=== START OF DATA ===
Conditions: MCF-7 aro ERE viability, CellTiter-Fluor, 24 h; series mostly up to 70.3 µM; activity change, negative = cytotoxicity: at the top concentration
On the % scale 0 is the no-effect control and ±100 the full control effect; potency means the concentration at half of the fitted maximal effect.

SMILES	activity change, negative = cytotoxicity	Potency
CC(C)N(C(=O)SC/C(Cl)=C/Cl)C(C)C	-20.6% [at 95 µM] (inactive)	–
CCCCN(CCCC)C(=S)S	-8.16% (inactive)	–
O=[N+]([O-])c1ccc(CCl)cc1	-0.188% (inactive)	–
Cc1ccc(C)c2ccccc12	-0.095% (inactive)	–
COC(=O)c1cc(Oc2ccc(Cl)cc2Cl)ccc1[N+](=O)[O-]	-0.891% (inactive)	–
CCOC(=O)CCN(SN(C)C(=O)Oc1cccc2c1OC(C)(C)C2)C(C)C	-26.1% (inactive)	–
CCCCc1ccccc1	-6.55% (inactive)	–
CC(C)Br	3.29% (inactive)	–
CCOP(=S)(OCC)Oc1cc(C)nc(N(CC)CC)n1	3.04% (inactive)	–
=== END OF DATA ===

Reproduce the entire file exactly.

Conditions: MCF-7 aro ERE viability, CellTiter-Fluor, 24 h; series mostly up to 70.3 µM; activity change, negative = cytotoxicity: at the top concentration
On the % scale 0 is the no-effect control and ±100 the full control effect; potency means the concentration at half of the fitted maximal effect.

SMILES	activity change, negative = cytotoxicity	Potency
CC(C)N(C(=O)SC/C(Cl)=C/Cl)C(C)C	-20.6% [at 95 µM] (inactive)	–
CCCCN(CCCC)C(=S)S	-8.16% (inactive)	–
O=[N+]([O-])c1ccc(CCl)cc1	-0.188% (inactive)	–
Cc1ccc(C)c2ccccc12	-0.095% (inactive)	–
COC(=O)c1cc(Oc2ccc(Cl)cc2Cl)ccc1[N+](=O)[O-]	-0.891% (inactive)	–
CCOC(=O)CCN(SN(C)C(=O)Oc1cccc2c1OC(C)(C)C2)C(C)C	-26.1% (inactive)	–
CCCCc1ccccc1	-6.55% (inactive)	–
CC(C)Br	3.29% (inactive)	–
CCOP(=S)(OCC)Oc1cc(C)nc(N(CC)CC)n1	3.04% (inactive)	–